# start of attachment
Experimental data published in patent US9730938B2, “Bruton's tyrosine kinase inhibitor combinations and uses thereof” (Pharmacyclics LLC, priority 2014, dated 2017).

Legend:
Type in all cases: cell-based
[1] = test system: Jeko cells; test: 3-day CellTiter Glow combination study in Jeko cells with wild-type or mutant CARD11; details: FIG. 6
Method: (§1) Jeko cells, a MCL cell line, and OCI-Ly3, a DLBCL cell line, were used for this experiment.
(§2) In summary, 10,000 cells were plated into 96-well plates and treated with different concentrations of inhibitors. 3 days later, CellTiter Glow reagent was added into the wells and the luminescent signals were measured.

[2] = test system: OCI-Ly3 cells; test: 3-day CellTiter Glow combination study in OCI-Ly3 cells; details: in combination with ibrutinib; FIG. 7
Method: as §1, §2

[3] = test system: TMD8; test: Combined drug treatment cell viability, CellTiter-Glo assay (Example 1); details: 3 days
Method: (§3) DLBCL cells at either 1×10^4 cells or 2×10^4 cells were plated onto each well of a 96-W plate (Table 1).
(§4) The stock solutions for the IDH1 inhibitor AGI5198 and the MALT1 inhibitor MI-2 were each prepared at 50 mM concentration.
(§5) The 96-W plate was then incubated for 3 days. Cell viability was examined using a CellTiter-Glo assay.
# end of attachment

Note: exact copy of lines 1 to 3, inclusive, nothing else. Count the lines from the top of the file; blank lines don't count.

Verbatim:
Experimental data published in patent US9730938B2, “Bruton's tyrosine kinase inhibitor combinations and uses thereof” (Pharmacyclics LLC, priority 2014, dated 2017).

Legend:
Type in all cases: cell-based